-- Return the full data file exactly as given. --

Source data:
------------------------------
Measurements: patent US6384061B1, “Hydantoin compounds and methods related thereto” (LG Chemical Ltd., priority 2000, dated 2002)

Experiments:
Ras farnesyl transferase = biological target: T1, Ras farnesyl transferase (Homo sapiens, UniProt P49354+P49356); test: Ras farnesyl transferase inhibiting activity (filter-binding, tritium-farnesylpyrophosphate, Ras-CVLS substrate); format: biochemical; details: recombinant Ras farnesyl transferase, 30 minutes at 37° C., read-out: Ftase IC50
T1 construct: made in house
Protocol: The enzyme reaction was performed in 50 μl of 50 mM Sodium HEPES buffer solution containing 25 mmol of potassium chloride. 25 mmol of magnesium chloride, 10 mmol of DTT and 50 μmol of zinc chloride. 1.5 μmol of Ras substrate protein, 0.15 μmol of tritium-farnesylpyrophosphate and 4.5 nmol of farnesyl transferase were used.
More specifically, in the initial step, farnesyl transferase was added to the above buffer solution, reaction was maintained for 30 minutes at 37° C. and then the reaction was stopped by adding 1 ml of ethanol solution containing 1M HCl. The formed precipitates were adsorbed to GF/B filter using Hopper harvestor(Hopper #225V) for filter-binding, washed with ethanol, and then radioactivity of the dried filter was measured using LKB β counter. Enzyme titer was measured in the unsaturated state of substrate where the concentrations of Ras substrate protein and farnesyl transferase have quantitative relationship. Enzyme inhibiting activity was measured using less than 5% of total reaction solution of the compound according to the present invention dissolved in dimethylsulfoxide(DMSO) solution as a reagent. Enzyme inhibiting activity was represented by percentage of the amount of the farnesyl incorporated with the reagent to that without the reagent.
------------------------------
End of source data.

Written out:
Measurements: patent US6384061B1, “Hydantoin compounds and methods related thereto” (LG Chemical Ltd., priority 2000, dated 2002)

Experiments:
Ras farnesyl transferase = biological target: T1, Ras farnesyl transferase (Homo sapiens, UniProt P49354+P49356); test: Ras farnesyl transferase inhibiting activity (filter-binding, tritium-farnesylpyrophosphate, Ras-CVLS substrate); format: biochemical; details: recombinant Ras farnesyl transferase, 30 minutes at 37° C., read-out: Ftase IC50
T1 construct: made in house
Protocol: The enzyme reaction was performed in 50 μl of 50 mM Sodium HEPES buffer solution containing 25 mmol of potassium chloride. 25 mmol of magnesium chloride, 10 mmol of DTT and 50 μmol of zinc chloride. 1.5 μmol of Ras substrate protein, 0.15 μmol of tritium-farnesylpyrophosphate and 4.5 nmol of farnesyl transferase were used.
More specifically, in the initial step, farnesyl transferase was added to the above buffer solution, reaction was maintained for 30 minutes at 37° C. and then the reaction was stopped by adding 1 ml of ethanol solution containing 1M HCl. The formed precipitates were adsorbed to GF/B filter using Hopper harvestor(Hopper #225V) for filter-binding, washed with ethanol, and then radioactivity of the dried filter was measured using LKB β counter. Enzyme titer was measured in the unsaturated state of substrate where the concentrations of Ras substrate protein and farnesyl transferase have quantitative relationship. Enzyme inhibiting activity was measured using less than 5% of total reaction solution of the compound according to the present invention dissolved in dimethylsulfoxide(DMSO) solution as a reagent. Enzyme inhibiting activity was represented by percentage of the amount of the farnesyl incorporated with the reagent to that without the reagent.